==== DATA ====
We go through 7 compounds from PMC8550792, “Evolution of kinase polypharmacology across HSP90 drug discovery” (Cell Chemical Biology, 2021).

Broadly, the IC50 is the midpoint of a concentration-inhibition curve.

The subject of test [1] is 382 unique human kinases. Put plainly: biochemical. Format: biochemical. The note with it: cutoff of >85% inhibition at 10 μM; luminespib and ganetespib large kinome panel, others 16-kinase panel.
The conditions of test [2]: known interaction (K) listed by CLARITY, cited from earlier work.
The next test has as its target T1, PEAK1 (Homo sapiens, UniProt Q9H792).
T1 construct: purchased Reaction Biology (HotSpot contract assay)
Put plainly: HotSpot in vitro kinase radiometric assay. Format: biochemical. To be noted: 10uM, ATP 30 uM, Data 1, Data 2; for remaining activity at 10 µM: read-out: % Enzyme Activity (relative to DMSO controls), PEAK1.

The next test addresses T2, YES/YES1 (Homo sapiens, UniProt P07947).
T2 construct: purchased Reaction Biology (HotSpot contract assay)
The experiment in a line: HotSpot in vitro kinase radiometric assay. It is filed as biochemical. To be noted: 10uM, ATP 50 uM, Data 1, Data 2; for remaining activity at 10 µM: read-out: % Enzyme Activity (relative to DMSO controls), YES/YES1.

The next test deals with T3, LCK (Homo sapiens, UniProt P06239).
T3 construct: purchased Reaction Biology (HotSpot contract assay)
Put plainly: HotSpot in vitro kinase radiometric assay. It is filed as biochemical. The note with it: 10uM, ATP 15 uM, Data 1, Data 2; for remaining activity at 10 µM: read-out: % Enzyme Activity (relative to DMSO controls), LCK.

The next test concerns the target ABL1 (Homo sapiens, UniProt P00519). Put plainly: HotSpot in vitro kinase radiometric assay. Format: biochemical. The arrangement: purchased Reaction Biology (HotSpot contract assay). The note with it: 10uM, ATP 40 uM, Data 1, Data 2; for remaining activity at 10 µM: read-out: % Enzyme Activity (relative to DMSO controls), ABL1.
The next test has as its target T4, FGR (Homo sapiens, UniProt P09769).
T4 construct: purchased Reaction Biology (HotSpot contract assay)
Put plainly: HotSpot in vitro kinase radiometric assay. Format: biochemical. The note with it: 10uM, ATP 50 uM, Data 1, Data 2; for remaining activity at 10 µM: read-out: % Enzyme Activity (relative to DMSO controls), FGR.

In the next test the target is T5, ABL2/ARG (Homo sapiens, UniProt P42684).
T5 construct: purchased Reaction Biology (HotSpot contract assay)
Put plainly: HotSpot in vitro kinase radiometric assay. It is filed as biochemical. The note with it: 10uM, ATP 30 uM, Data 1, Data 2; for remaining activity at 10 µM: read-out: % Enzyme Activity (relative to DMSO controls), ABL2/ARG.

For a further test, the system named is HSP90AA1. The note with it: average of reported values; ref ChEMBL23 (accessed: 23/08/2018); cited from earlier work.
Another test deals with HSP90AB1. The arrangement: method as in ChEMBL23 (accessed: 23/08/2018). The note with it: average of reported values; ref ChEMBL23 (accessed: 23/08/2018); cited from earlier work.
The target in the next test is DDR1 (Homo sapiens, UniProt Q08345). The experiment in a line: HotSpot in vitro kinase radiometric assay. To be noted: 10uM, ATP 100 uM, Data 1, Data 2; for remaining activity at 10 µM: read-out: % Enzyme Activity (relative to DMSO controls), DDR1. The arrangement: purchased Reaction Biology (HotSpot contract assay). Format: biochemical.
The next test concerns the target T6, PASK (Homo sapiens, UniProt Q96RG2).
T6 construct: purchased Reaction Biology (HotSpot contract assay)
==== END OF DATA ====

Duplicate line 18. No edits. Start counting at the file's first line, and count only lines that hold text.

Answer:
In the next test the target is T5, ABL2/ARG (Homo sapiens, UniProt P42684).